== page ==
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Multi-use trail users need to learn sharing etiquette

Re: Golf course trail an off-leash area (Letters, Oct. 24)

Re: Golf course trail an off-leash area (Letters, Oct. 24)

I agree that the Cedar Hill trail is an amazing gift to our community and have walked my large breed dogs on leash on the chip trail for over 15 years. While it is unfortunate that the letter-writer was bitten by an off-leash dog, I do feel however that it was likely more of an owner issue than a breed specific problem.

From a dog owner’s perspective here is a little etiquette that we would welcome from the joggers that also use the trail.

Travel single file:  There is, at best, room for two to three people to walk abreast on the trail. If you are running as a group, kindly drop to single file when you are passing seniors or running past people walking dogs.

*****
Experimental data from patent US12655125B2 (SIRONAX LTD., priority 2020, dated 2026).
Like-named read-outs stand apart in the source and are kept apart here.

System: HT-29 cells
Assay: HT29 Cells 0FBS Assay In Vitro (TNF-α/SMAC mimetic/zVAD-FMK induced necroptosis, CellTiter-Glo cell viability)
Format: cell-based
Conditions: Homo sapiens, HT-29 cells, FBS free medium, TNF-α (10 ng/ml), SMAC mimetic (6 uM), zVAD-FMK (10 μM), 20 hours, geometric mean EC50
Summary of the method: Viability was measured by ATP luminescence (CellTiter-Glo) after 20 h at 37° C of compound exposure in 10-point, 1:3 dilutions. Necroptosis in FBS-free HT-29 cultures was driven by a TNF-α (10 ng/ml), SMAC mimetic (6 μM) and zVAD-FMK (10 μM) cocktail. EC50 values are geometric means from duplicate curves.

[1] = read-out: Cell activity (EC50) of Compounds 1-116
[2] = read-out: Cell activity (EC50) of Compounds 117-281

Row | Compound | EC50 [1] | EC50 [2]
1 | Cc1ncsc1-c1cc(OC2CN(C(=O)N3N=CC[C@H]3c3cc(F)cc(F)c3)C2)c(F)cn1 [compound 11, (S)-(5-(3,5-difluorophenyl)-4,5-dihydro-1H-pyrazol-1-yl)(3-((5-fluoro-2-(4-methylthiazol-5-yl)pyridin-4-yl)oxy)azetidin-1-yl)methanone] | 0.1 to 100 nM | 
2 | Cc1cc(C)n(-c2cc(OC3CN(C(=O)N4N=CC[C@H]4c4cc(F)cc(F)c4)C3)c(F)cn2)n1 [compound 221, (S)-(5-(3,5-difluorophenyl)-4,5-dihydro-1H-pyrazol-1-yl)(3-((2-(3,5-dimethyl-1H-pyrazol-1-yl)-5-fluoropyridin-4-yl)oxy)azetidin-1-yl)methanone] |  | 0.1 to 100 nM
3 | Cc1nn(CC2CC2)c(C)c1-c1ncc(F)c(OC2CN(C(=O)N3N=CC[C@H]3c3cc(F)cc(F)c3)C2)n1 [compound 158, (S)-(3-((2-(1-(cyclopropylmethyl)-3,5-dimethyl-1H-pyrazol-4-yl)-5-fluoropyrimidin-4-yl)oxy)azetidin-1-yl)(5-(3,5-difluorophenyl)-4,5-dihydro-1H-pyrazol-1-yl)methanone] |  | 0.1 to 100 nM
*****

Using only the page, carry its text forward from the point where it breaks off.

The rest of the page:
Call out: A call out “on your left” or “on your right” would be appreciated when you approach us rapidly from behind. I would be more than happy to step to one side or another to allow you to pass without tripping over my leash.

Boot camp participants: The boot camp phenomenon hit the trail this year. To the instructors we would ask that you respect the fact that it is a public trail you are using. I watched in horror as an elderly gentleman was nearly trampled by a group.

Joggers with off-leash dogs: Your dog is chasing the wildlife as you run ahead on the trail. And we all know you are not picking up after them.

My own dog has been accosted by a variety of breeds this year on the trail. Two boxers on different occasions, an English spaniel, a bulldog, a coonhound mix and two Yorkies. Yes, Yorkies. The owner laughed in amusement as his off-leash dogs nipped and bit the legs and belly of my extremely tolerant dog.

As a responsible Rottweiler owner, I know what the headlines would have read if the situation had been reversed.

Delores Dixon